Fear is a powerful motivator. Even the reluctant student might memorize lists of data for fear of failing a class. Motorists maintain a more conservative driving speed in areas where police regularly patrol. Unfortunately, there is also the fear that paralyzes, that leads to irrational decisions and self-protective behaviors. Fear of God, however, is the supremely rational fear, because it is a response to God’s power, position, and person, and this God-inspired awe or reverence was Nehemiah’s continual default. This is evident in his prayer in Nehemiah 1:11:
“O Lord, let your ear be attentive to the prayer of your servant, and to the prayer of your servants who delight to fear your name . . .”
It is lived out in his beyond-the-call-of-duty generosity in Nehemiah 5:15:
“The former governors who were before me laid heavy burdens on the people . . . but I did not do so, because of the fear of God.”
Nehemiah was being formed by his fear. This was a salutary thing in his case, because his fear was well-placed. In fact, Nehemiah’s fear of God prevented him from fearing his enemies and their threats. Thomas Chalmers might have described this as “the expulsive power” of a better fear. Exodus 20:20 finds Moses trying to reason with the people of Israel that if they would only fear God [with reverence and awe], they would not need to be afraid of God [with servile terror].
Again, I find myself returning to the prayer of the Southwell Litany:
“From fear of men and dread of responsibility, strengthen us with courage to speak the truth in love and in self-control; and alike from the weakness of hasty violence and moral cowardice, save us and help us we humbly beseech thee, O Lord.”
Fear of Men
Fear of God clearly had “expelled” fear of men from Nehemiah’s leadership style. He called a spade a spade — and a cheat a cheat, (5:9-11), and an imposter an imposter, (6:12). He refused serial invitations from neighboring dignitaries and called the local nobility on the carpet for treating people like possessions. By comparison, my life is positively devoid of politics, but you won’t find me sticking my neck out in a church business meeting when controversy is on the agenda.
Dread of Responsibility
It was Nehemiah’s fear of God that enabled him as governor to embrace his duty to love and care for the remnant in Jerusalem, (5:15). Far from “dreading” this responsibility, he provided for their material needs through days of famine at his own expense, and, recognizing his responsibility to uphold reverence for God before the people, he refused to shut himself into the Holy Place to escape his enemies’ threats. As governor, but NOT a priest, his entry into the Holy Place would have desecrated the house of God, causing Israel and the surrounding nations to question his reverence for God — as well as his courage. Nehemiah feared sin more than he feared death.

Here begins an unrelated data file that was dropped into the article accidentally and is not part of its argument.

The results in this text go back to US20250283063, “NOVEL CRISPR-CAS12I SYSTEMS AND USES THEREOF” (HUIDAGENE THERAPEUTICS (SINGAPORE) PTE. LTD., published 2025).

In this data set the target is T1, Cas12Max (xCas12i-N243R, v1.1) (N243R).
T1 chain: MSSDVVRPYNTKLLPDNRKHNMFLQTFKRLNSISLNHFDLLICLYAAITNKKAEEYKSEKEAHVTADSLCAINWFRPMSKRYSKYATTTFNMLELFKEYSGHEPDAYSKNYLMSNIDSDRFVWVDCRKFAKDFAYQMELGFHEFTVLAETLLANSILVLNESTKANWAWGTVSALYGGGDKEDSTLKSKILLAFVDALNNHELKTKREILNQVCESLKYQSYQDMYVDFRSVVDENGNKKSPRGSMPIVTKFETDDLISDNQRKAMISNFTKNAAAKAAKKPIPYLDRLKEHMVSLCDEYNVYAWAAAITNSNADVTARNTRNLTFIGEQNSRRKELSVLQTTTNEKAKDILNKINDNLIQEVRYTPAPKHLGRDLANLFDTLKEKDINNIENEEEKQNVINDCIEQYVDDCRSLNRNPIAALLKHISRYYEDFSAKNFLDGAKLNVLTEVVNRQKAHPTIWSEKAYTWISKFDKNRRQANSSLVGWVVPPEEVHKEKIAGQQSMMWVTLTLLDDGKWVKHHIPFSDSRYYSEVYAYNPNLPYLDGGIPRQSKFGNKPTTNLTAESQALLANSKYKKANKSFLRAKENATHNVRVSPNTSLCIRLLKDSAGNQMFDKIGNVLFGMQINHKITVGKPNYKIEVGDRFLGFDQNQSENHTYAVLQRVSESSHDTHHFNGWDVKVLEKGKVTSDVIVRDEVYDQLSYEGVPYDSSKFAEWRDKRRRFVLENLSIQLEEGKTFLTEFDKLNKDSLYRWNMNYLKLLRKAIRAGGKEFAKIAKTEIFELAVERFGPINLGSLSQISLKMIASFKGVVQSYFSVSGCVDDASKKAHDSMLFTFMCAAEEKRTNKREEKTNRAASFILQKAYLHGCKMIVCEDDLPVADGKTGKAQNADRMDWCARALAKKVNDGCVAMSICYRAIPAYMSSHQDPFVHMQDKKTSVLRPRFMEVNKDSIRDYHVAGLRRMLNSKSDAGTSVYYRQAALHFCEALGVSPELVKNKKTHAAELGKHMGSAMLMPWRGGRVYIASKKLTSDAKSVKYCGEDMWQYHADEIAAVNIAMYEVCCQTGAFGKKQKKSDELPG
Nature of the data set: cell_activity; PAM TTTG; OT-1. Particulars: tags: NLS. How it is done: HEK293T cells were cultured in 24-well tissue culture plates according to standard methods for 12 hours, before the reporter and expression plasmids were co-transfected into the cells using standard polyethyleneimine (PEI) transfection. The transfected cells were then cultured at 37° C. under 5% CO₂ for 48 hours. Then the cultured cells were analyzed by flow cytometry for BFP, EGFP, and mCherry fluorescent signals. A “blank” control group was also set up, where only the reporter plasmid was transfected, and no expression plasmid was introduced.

“Strengthen my hands,” was Nehemiah’s request in the midst of danger and intrigue. Sure beats, “Calgon, take me away!” I am more likely to pray for deliverance from a bad situation than to pray for diligence and mastery of it. Throughout my years of mothering, I’ve been drawn to the Southwell Litany because I see the potential dangers that come with the “dread of responsibility, ” such as:
over-using the t.v. as a babysitter;
side-stepping an essential confrontation with the hormonally crazed teen; or
having THAT conversation with the friend who has lapsed into husband bashing.
We, too, are always in the process of being formed by our fears.
Nehemiah prayed, “Remember me, my God, for good, according to all that I have done for this people” (5:19), because he was serving an audience of One. Likewise, may our primary concern be pleasing God, a salutary fear that will crowd out any tendency to play to the crowd.
This post is the sixteenth in a series in which I ponder “just one thing” each week from my study of the book of Nehemiah, as I travel slowly and thoughtfully through the chapters with my Sunday School class. If you’d like to make a comment or leave a link to your own blog post about your wall-building stories, I’d love to read it. If you want to catch up with previous posts, here’s the link: https://michelemorin.wordpress.com/tag/nehemiah/.